- AI-powered talent acquisition tools: These applications use automation and mathematical algorithms to analyze large quantities of resumes and to provide likelihood of success ranking based on prior experience. These applications are among the most problematic because they will tend to perpetuate any bias present in the prior experience base.
AI in Talent Management
The talent shortage, lack of diverse talent, and high turnover rates are forcing employers to adopt a new approach to the talent lifecycle. According to the U.S. Bureau of Labor Statistics, in 2021 the average time to fill a job skyrocketed from 20 to 50 days. In 2022, there was less than one available worker for every job opening, the lowest in history. Business leaders frequently cite their most significant challenges were attracting diverse candidates, long hiring processes, and managing a high volume of applications amid turnover.
AI-driven talent acquisition tools can help companies find talent faster and reduce turnover. Not only does turnover affect morale, but research shows that the cost of replacing an employee can range from half to two times their annual salary. Turnover also has intangible costs on culture, employee trust, and productivity.
Application of AI tools in talent acquisition include:
- Helping recruiters source qualified candidates more efficiently by assessing these candidates on their aptitudes.
- Assisting in recruitment by identifying candidates with potential transferable skills that could counterbalance a lack of specific experiences, education, or qualification that would otherwise go unnoticed in a traditional resume evaluation.
- Assessing candidates on their specific experiences and estimating how well those experiences line up with a job description or keywords.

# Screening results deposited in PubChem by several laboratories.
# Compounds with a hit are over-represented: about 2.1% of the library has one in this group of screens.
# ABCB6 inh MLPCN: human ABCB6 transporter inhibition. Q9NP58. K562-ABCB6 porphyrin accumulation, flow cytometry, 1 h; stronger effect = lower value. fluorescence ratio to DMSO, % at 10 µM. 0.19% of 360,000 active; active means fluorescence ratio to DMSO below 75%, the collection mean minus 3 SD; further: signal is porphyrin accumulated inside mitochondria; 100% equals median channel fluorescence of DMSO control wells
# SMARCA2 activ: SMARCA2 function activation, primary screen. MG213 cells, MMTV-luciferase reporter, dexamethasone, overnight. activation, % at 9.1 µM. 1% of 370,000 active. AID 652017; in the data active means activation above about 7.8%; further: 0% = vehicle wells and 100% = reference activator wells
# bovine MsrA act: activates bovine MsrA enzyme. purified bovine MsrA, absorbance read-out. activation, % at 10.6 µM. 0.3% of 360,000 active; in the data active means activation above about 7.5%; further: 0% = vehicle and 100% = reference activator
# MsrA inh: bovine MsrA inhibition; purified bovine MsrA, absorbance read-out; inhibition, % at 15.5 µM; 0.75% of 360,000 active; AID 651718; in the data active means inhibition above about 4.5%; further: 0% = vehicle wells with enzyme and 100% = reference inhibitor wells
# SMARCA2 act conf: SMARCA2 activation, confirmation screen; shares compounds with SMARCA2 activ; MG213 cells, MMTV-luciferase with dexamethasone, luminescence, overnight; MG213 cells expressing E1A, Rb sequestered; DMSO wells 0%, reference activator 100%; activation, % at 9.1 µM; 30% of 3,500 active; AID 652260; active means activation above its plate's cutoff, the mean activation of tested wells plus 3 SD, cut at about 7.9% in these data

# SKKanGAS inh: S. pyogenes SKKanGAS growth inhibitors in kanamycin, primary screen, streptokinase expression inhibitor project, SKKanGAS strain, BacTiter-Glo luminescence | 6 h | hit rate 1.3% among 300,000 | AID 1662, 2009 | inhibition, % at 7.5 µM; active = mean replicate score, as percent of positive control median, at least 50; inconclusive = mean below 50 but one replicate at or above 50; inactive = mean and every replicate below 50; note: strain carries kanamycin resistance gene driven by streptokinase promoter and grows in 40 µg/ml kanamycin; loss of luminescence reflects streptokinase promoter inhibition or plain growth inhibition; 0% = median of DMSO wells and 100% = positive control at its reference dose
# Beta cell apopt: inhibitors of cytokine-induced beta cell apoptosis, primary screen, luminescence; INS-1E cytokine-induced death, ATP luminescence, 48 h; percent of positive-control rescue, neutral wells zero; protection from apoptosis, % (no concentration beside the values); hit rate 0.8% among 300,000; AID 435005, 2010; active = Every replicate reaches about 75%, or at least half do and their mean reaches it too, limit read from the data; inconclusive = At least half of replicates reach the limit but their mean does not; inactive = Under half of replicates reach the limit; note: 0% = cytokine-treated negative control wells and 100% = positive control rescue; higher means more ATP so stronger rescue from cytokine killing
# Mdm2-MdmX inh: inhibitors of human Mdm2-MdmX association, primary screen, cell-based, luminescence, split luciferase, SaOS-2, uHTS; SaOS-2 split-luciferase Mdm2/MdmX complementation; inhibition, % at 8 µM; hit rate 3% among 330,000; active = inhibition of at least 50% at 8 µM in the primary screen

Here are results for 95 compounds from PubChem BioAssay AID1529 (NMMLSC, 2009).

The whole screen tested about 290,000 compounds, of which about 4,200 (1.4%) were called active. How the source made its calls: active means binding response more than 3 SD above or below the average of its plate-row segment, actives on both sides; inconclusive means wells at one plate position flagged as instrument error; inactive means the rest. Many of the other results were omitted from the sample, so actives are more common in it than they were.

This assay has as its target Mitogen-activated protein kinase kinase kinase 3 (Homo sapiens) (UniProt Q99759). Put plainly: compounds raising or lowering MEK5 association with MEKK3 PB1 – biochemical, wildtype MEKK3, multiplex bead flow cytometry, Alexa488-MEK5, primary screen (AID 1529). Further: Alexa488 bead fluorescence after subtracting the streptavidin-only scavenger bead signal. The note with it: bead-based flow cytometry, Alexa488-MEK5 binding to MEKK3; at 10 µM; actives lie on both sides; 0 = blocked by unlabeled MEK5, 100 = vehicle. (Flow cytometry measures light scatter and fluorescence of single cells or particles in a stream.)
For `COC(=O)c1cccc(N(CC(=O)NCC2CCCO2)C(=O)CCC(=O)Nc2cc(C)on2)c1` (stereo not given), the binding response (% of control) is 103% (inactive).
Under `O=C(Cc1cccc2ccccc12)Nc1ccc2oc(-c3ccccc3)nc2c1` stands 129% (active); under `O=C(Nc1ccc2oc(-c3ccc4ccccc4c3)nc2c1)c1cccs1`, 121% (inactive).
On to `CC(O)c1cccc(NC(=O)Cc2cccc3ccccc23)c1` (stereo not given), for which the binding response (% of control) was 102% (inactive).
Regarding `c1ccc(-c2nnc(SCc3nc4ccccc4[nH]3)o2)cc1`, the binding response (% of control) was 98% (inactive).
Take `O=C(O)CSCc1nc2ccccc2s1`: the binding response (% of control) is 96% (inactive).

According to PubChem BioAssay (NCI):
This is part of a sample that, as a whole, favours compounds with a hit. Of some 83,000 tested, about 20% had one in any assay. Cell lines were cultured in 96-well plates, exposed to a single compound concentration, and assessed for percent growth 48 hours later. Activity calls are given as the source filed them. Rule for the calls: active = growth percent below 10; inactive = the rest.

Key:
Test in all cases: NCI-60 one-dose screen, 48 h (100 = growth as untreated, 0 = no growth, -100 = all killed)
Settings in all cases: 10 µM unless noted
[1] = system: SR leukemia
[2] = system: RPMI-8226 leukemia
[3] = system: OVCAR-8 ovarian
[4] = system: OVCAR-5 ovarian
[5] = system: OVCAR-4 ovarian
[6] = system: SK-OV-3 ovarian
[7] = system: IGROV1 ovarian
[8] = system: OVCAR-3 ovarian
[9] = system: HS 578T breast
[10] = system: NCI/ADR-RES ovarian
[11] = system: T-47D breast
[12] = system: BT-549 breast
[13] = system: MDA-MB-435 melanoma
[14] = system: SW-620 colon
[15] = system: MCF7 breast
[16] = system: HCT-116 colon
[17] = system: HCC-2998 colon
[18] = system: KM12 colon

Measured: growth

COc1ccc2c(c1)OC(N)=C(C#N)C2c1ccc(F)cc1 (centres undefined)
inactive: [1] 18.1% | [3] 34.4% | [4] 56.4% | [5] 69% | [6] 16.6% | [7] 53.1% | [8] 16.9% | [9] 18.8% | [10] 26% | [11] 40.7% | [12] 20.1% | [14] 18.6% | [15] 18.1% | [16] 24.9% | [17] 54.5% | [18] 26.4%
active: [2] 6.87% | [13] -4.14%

- Delivering a better candidate experience by matching candidates with jobs, often matching a candidate to a position they may have never considered.
- Reducing the need for recruiters to screen as many candidates manually granting more time to spend with hiring managers to fine tune job descriptions and refine talent acquisition strategies.
- Conducting web-based or video-based pre-screening interviews where AI is used to judge both verbal and nonverbal cues.
- Reducing bias that can come about if, for example, an interviewee’s energy levels are low, or if the hiring manager has more affinity to the interview based on similarity, for example, age, race, and related demographics.
- Monitoring employee performance and work history and recommending online courses, training, and development programs to improve overall performance and employee retention.
AI for Government Contractors
Government contractors have several compliance-related incentives that lend themselves to the use of AI applications:
- Affirmative Action requirements demand demonstrated efforts to reach and recruit candidates from protected classes. AI applications can provide real time performance evaluation as well as assistance in identifying specific elements that contribute to an adverse impact among protected classes. Combined, AI can help ensure that employers are embracing diversity to all protected groups.